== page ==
“My internships complemented my passion for examining power structures, my interest in women and marginalized peoples’ rights, and my desire to investigate the intersections between gender, race, law, human rights and government. The opportunity to intern with these organizations was incredibly valuable, as it has cemented my goals of pursuing a career in law and advocacy.”
Headshot of Adham Khalifa ’23, Class of

Adham Khalifa ’23

Yale Research and Computing Center Intern, Yale University, New Haven, Connecticut

Major: Computer Science

Center or Pathway: Ammerman Center for Arts and Technology

Hometown: Kafr El-Shaikh, Egypt

Adham worked on a new web application for Yale researchers that will ease their computation requests and make the process more secure and user friendly.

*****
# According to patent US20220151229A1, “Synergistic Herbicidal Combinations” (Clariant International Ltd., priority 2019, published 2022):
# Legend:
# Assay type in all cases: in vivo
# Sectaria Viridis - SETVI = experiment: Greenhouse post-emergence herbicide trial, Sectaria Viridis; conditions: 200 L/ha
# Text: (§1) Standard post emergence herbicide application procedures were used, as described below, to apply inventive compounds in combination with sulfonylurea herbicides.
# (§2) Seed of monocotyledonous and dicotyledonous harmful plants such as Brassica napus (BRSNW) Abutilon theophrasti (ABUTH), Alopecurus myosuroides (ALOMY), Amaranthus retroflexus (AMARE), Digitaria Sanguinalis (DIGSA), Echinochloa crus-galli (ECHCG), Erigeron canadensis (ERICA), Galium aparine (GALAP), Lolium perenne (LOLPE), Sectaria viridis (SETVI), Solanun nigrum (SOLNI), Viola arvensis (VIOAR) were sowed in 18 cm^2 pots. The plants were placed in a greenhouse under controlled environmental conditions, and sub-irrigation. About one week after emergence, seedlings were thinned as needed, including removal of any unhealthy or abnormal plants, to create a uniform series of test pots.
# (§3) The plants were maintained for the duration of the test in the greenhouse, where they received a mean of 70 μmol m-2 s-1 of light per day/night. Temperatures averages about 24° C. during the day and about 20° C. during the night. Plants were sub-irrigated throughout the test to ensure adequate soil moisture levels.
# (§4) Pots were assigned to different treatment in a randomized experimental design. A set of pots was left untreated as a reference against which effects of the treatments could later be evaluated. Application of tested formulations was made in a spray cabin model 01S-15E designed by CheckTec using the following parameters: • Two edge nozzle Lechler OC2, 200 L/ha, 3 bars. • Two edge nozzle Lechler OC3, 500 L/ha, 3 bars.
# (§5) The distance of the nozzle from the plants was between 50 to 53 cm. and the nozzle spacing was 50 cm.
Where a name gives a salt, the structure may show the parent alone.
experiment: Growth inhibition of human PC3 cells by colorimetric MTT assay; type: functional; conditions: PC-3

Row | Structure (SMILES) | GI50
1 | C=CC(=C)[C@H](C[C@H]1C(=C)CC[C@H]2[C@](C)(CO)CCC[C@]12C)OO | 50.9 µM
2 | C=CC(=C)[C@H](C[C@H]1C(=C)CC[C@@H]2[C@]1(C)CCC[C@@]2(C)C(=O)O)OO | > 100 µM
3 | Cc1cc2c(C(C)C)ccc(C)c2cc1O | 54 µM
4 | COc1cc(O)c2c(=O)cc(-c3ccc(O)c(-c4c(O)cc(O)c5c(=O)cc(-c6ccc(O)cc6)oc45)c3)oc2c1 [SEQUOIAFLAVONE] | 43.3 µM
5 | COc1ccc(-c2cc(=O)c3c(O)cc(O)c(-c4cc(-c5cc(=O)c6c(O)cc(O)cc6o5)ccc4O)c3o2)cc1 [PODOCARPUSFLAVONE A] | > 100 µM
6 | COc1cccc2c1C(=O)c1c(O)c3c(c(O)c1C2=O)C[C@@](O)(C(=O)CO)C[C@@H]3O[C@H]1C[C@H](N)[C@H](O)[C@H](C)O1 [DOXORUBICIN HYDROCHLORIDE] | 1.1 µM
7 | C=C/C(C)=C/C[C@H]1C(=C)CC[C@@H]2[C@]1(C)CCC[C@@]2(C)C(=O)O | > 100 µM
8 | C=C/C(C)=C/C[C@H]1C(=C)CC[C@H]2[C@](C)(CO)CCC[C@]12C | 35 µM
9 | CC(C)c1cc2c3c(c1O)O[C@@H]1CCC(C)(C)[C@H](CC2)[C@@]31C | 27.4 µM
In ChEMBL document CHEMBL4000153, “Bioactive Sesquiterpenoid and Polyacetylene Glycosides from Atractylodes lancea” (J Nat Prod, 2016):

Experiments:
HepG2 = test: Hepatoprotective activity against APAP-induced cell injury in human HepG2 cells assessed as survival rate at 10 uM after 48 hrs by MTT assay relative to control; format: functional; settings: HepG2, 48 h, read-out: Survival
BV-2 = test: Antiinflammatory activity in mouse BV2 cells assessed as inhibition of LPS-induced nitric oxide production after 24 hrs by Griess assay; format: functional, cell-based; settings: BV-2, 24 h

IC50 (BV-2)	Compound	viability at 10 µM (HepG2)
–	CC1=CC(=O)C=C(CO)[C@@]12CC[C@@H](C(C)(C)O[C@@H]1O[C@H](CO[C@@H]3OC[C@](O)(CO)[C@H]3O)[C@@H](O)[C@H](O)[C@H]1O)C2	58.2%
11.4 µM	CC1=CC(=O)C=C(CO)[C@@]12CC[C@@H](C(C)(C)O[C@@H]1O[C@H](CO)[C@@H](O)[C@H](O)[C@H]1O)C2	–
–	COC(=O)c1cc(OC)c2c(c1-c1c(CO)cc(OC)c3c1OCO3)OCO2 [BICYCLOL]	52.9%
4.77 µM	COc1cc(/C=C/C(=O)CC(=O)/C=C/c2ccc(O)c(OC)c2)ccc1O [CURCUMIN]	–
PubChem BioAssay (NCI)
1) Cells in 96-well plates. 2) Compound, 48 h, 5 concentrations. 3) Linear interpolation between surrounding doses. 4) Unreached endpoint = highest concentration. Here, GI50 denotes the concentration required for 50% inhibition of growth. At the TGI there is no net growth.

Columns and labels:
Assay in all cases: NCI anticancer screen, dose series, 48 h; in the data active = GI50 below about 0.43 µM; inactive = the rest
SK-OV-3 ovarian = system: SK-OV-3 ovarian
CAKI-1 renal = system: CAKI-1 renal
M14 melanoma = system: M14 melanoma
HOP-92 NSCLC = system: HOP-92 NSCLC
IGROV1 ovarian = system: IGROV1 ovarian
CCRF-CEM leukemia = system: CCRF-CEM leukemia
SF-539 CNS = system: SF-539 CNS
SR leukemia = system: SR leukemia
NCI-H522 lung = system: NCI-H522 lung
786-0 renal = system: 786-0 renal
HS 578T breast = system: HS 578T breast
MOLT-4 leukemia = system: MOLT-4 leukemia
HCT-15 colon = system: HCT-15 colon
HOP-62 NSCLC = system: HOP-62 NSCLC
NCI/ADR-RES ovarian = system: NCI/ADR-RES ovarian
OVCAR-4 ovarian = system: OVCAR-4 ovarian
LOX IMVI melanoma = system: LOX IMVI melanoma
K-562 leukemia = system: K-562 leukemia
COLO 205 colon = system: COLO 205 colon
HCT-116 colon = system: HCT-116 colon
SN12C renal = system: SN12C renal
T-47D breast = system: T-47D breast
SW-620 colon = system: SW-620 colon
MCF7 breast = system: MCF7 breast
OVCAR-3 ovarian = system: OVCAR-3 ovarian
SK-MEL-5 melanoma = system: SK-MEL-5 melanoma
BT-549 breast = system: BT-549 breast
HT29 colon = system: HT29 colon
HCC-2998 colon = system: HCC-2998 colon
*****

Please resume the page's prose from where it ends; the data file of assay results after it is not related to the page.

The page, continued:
“Having the opportunity to work with Yale Research and Computing Center allowed me to learn many skills and technologies in the field of software engineering. By the end of the summer, I will have completed the new web application that should help Yale researchers. This internship is an awesome experience for college students.”
Headshot of Moriah Prescia ’22, Class of

Moriah Prescia ’22

Research Intern, Climate Refugees, New York, New York

Major/ Minors: Anthropology major; Environmental Studies and Film Studies double minor

Hometown: Pueblo, Colorado

Moriah worked as a writer for Climate Refugees, a non-profit organization utilizing advocacy, research and reports to shed light on the complexities of climate-induced displacement, its human rights implications, and the climate injustice at its roots. Her work involved media analysis and reporting, as well as independent research, case studies, and remote interviews with regional partners working in climate vulnerable regions. 

“The effects of climate change on humans is not a thing of the future; it is impacting us right now. Through my internship with Climate Refugees, I was to immerse myself in these issues, strengthen my writing and synthesis abilities, and make professional connections with people who are already working to establish justice at the intersection of human rights and the environment.”
Headshot of Alyss Humphrey ’22, Class of

Alyss Humphrey ’22